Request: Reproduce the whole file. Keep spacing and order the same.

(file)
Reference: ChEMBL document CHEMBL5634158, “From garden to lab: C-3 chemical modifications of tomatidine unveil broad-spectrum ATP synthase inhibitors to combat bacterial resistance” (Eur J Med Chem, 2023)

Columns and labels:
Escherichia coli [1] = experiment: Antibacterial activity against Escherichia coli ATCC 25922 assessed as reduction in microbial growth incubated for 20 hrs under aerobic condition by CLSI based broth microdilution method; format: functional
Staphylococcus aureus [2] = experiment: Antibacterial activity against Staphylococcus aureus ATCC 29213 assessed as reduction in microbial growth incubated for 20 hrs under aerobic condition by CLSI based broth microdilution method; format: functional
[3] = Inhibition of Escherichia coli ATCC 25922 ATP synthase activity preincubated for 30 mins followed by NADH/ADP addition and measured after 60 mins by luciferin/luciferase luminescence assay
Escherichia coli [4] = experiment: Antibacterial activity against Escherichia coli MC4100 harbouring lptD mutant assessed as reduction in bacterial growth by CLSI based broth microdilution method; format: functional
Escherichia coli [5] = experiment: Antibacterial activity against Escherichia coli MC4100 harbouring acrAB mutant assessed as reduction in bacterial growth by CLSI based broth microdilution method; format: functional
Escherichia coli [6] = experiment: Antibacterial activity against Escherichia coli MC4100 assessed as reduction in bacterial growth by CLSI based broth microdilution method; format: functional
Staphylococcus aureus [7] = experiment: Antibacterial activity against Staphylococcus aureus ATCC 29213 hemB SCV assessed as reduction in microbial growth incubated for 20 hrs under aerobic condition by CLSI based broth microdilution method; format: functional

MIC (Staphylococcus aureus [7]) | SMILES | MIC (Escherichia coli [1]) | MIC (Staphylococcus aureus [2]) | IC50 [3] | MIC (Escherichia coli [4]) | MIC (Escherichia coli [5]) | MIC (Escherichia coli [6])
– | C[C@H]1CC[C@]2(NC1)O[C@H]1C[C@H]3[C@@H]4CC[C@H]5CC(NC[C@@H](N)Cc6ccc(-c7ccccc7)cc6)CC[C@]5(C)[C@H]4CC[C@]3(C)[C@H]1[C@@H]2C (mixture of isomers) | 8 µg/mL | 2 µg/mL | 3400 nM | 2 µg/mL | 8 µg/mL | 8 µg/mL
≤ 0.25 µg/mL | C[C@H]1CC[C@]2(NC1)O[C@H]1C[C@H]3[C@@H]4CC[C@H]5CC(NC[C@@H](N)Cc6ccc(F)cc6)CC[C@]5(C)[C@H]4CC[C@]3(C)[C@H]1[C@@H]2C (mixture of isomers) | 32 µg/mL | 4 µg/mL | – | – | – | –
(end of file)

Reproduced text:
Reference: ChEMBL document CHEMBL5634158, “From garden to lab: C-3 chemical modifications of tomatidine unveil broad-spectrum ATP synthase inhibitors to combat bacterial resistance” (Eur J Med Chem, 2023)

Columns and labels:
Escherichia coli [1] = experiment: Antibacterial activity against Escherichia coli ATCC 25922 assessed as reduction in microbial growth incubated for 20 hrs under aerobic condition by CLSI based broth microdilution method; format: functional
Staphylococcus aureus [2] = experiment: Antibacterial activity against Staphylococcus aureus ATCC 29213 assessed as reduction in microbial growth incubated for 20 hrs under aerobic condition by CLSI based broth microdilution method; format: functional
[3] = Inhibition of Escherichia coli ATCC 25922 ATP synthase activity preincubated for 30 mins followed by NADH/ADP addition and measured after 60 mins by luciferin/luciferase luminescence assay
Escherichia coli [4] = experiment: Antibacterial activity against Escherichia coli MC4100 harbouring lptD mutant assessed as reduction in bacterial growth by CLSI based broth microdilution method; format: functional
Escherichia coli [5] = experiment: Antibacterial activity against Escherichia coli MC4100 harbouring acrAB mutant assessed as reduction in bacterial growth by CLSI based broth microdilution method; format: functional
Escherichia coli [6] = experiment: Antibacterial activity against Escherichia coli MC4100 assessed as reduction in bacterial growth by CLSI based broth microdilution method; format: functional
Staphylococcus aureus [7] = experiment: Antibacterial activity against Staphylococcus aureus ATCC 29213 hemB SCV assessed as reduction in microbial growth incubated for 20 hrs under aerobic condition by CLSI based broth microdilution method; format: functional

MIC (Staphylococcus aureus [7]) | SMILES | MIC (Escherichia coli [1]) | MIC (Staphylococcus aureus [2]) | IC50 [3] | MIC (Escherichia coli [4]) | MIC (Escherichia coli [5]) | MIC (Escherichia coli [6])
– | C[C@H]1CC[C@]2(NC1)O[C@H]1C[C@H]3[C@@H]4CC[C@H]5CC(NC[C@@H](N)Cc6ccc(-c7ccccc7)cc6)CC[C@]5(C)[C@H]4CC[C@]3(C)[C@H]1[C@@H]2C (mixture of isomers) | 8 µg/mL | 2 µg/mL | 3400 nM | 2 µg/mL | 8 µg/mL | 8 µg/mL
≤ 0.25 µg/mL | C[C@H]1CC[C@]2(NC1)O[C@H]1C[C@H]3[C@@H]4CC[C@H]5CC(NC[C@@H](N)Cc6ccc(F)cc6)CC[C@]5(C)[C@H]4CC[C@]3(C)[C@H]1[C@@H]2C (mixture of isomers) | 32 µg/mL | 4 µg/mL | – | – | – | –